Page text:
I’ve long since been an advocate that volunteering abroad is one of the best ways to travel – not only are there a large number of placement opportunities which enable volunteers to travel and live overseas for free, but it genuinely does shape you as a person. And it’s not a cliché to say so.
You would think volunteering abroad should be about the desire to help others and the want to contribute to creating a better world, however I believe these are both merely byproducts of the personal development which takes center stage as the most beneficial aspect of volunteerism.
And perhaps this is selfish – volunteering for the personal benefits it brings, however I truly believe that international volunteerism has the potential to change people for the better, which will in turn promote change in the world.
Volunteering is Fatal to Prejudice, Bigotry and Narrow Mindedness
The famous Mark Twain quote is that travel is fatal to prejudice, bigotry, and narrow mindedness, and if this is true for travel, it is even more so for international volunteerism.
During time spent volunteering in Kenya, we were placed into groups of 50, each group with a mix of nationalities from all over the world. During the day we worked side by side to complete our various projects, whether this was building a bus shelter, visiting locals schools, or planting trees, and each evening we were all equally in charge of cooking group rations and eating together. This was more of a challenge than you would ever believe, and on that first night no-one ate.
With clashing cultures, language barriers, and immense hunger, tempers boiled high as 50 individuals attempted to have their say about how the group would be cooking/eating. Opinions on standards of hygiene and sanitation varied, and ingredients those from Western nations considered waste, (like bone), were thrown back into pots as key cooking ingredients by those from third world nations.
There was no open communication, only 50 individuals trying to charge, and it was an absolute mess. Each of us quickly realized that in order to eat, communication was vital, and while it took a few days, it wasn’t long before everyone was working together, strategically divvying up cooking ingredients, and then enjoying a dinner each evening with samples of cuisine from multiple nations.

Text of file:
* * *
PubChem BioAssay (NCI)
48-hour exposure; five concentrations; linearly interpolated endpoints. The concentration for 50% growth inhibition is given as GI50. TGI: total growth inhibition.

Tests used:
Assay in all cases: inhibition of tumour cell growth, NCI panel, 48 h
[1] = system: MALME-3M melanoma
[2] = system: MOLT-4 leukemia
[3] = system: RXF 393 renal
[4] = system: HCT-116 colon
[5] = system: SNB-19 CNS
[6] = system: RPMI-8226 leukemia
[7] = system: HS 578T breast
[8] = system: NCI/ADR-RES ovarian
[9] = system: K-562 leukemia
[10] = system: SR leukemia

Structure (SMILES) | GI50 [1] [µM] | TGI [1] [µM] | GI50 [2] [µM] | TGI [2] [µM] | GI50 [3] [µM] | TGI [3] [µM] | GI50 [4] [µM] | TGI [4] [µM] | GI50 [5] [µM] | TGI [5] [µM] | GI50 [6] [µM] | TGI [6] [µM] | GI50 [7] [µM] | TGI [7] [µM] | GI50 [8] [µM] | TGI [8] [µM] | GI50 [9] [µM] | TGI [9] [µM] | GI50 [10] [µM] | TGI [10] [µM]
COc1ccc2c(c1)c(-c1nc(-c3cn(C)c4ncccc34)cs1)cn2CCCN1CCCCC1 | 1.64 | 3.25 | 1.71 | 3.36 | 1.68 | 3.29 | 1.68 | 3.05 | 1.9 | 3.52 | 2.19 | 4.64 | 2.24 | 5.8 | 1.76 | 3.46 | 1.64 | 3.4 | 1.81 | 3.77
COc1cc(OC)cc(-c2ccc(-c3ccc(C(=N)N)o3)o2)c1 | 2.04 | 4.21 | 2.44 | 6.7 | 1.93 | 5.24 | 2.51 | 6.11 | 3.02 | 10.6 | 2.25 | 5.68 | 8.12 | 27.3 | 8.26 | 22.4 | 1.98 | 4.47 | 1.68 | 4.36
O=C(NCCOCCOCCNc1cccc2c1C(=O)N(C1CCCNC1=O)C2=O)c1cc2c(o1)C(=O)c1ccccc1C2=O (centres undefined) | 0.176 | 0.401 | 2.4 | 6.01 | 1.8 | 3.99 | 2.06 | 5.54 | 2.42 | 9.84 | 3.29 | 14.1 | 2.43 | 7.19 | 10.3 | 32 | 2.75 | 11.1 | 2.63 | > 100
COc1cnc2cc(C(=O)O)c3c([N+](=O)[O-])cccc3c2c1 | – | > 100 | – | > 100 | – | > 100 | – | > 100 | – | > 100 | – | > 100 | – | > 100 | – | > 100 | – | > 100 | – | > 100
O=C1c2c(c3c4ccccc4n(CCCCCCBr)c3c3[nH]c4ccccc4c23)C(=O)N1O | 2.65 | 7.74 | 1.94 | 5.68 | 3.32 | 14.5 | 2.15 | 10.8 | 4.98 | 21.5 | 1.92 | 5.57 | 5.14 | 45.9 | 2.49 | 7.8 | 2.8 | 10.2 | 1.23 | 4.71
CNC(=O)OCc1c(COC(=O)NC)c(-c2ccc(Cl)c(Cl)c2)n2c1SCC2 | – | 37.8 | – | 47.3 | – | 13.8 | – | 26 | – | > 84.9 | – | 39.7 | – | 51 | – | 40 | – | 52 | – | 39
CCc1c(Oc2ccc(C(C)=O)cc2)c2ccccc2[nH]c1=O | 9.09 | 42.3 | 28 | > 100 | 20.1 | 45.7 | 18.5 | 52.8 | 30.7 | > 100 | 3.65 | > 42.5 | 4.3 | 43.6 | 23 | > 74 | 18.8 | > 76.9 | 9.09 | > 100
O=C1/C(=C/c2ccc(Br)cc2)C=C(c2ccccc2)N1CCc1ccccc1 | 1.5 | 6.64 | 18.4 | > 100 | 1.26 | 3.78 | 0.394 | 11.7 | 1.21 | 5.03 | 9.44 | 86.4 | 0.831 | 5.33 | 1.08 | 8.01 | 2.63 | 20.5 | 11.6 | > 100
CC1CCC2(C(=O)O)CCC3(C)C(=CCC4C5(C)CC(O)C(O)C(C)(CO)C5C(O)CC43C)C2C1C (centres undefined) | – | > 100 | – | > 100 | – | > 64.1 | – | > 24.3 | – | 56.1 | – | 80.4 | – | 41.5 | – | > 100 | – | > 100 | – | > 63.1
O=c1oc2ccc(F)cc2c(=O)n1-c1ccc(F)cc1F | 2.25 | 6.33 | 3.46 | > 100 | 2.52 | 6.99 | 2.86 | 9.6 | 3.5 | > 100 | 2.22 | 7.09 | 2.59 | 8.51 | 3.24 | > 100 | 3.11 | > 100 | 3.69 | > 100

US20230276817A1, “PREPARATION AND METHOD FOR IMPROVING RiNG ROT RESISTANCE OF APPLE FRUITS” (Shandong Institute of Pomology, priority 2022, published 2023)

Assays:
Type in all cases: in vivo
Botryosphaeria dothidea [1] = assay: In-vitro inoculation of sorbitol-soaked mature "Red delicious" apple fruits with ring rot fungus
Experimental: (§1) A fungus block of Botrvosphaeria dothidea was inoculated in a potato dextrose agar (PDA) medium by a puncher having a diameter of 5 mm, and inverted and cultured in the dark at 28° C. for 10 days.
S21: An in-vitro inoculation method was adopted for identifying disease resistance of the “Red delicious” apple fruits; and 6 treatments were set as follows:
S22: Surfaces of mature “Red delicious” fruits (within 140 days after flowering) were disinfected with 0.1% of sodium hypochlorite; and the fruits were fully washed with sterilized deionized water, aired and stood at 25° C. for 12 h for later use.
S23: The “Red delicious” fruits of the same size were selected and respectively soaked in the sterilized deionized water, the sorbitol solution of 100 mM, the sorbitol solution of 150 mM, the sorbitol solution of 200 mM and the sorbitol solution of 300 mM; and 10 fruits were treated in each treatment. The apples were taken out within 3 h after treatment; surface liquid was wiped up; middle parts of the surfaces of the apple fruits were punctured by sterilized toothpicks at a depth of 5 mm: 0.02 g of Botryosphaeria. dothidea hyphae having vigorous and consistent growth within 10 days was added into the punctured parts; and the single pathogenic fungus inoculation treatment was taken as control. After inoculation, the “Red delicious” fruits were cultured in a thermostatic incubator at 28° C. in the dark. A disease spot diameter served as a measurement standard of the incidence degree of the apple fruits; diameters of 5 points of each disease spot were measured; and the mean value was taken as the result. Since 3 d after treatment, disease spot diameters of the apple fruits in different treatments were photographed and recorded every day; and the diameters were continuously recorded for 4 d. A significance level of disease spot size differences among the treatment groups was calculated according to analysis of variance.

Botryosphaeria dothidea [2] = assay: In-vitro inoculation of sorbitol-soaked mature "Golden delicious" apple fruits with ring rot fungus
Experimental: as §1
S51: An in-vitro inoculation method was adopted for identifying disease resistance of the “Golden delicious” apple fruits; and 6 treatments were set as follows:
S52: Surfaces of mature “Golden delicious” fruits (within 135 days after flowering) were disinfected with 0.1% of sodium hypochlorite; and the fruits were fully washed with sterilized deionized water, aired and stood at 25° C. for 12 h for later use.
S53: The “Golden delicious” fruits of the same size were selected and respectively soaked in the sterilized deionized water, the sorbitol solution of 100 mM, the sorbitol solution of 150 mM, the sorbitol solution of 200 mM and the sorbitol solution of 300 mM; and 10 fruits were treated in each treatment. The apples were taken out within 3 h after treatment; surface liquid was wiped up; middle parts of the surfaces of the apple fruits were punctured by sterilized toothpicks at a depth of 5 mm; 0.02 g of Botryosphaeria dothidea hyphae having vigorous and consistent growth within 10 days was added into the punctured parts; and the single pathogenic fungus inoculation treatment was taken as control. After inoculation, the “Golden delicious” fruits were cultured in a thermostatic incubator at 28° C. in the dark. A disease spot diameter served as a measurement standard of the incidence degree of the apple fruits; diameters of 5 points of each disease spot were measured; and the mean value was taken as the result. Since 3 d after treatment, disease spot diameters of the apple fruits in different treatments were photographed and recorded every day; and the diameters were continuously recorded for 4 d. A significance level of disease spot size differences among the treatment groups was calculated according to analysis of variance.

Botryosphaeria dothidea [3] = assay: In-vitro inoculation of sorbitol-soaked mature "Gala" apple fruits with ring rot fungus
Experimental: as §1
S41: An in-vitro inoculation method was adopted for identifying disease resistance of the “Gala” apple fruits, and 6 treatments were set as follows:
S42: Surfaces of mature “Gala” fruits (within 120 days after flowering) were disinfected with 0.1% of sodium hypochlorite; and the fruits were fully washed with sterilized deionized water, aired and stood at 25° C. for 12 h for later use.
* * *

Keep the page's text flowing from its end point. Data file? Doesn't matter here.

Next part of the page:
By learning about other people and the way they work, you are also learning about yourself. You gain vital people skills and learn how to communicate with those outside your normal circles. You learn that there are many approaches to life, and no one approach will ever be supreme.
When you’re on the ground volunteering, you become fully immersed into a new culture. You realize that people from all over the world are the same, and that other people, other races and other voices all have integrity, and all have the same claim to the world that you do.
Volunteering, and interaction with members of multiple ethnicities, teaches you that you are no better than another person merely because they are Muslim. You are no better than another person simply because they are black.
Whether or not the decision was conscious or not, you will return home with a more open mind, and with a new appreciation of cultural diversity.
Volunteering Broadens Your World View
For all of the reasons above, volunteering abroad forces you to broaden your world view, and threatens the preconceived notions and stereotypes of other cultures and countries.
After having been on the ground and experienced places firsthand, you will understand things more clearly, and revel in this new found knowledge. You will be less likely to believe bias media coverage and less vulnerable to propaganda.
International volunteerism broadens your world view and stimulates your intellectual growth.
Volunteering Humbles You
Volunteering abroad opens your eyes to how large the world truly is, and how many people co-exist on this earth. We’re one of 6 BILLION people, and you realize quite quickly that the world doesn’t revolve around you.
This much needed reality check continues to keep me grounded and down to earth. Volunteerism forces you to realize what small part in this world you actually occupy, but also offers much needed perspective on what is truly important in life.
After you volunteer you realize just how many comforts we take for granted in the Western world, and this realization, the ability to appreciate the small things in life and not confuse “want” with “need”, is the beginning of true happiness.
Not once in my life have I experienced true hunger. Not once in my life have I experienced homelessness of true need. Not once in my life have I been truly helpless or lost a loved one to a preventable disease. Growing up I had an education, access to healthcare, and I have a wonderful family who loves and supports me.
You realize quite quickly that your “problems” really aren’t that big on the true scale of things. Volunteering humbles you.
Volunteering abroad leads to learning and development about other cultures and countries, however more importantly, leads to the learning and development of yourself.
When you volunteer it’s impossible to return home the same. The exposure to different places, people and customs makes this so. So even if you believe the world is in no need of saving, perhaps you yourself are.
Volunteer for UNICEF, volunteer for the environment; there are plenty of good causes calling for volunteers abroad. This most rewarding experience is the best kind of personal development you will ever find, and with any luck you’ll make a positive impact on the world at the same time.